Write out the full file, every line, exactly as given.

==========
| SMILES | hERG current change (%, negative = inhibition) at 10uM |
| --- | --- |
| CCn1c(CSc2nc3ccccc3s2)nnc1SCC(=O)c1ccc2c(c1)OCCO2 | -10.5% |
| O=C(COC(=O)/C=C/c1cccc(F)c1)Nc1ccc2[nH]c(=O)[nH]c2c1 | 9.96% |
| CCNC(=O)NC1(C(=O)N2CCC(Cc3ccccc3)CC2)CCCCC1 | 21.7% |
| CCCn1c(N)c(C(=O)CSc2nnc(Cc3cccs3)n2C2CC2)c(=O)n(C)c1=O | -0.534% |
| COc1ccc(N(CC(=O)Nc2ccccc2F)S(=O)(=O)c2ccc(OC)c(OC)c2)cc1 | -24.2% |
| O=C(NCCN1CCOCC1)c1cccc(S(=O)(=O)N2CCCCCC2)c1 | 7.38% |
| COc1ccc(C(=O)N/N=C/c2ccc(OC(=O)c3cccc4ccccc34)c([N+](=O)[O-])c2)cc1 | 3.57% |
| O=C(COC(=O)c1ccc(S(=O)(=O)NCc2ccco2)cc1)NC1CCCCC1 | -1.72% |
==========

| SMILES | hERG current change (%, negative = inhibition) at 10uM |
| --- | --- |
| CCn1c(CSc2nc3ccccc3s2)nnc1SCC(=O)c1ccc2c(c1)OCCO2 | -10.5% |
| O=C(COC(=O)/C=C/c1cccc(F)c1)Nc1ccc2[nH]c(=O)[nH]c2c1 | 9.96% |
| CCNC(=O)NC1(C(=O)N2CCC(Cc3ccccc3)CC2)CCCCC1 | 21.7% |
| CCCn1c(N)c(C(=O)CSc2nnc(Cc3cccs3)n2C2CC2)c(=O)n(C)c1=O | -0.534% |
| COc1ccc(N(CC(=O)Nc2ccccc2F)S(=O)(=O)c2ccc(OC)c(OC)c2)cc1 | -24.2% |
| O=C(NCCN1CCOCC1)c1cccc(S(=O)(=O)N2CCCCCC2)c1 | 7.38% |
| COc1ccc(C(=O)N/N=C/c2ccc(OC(=O)c3cccc4ccccc34)c([N+](=O)[O-])c2)cc1 | 3.57% |
| O=C(COC(=O)c1ccc(S(=O)(=O)NCc2ccco2)cc1)NC1CCCCC1 | -1.72% |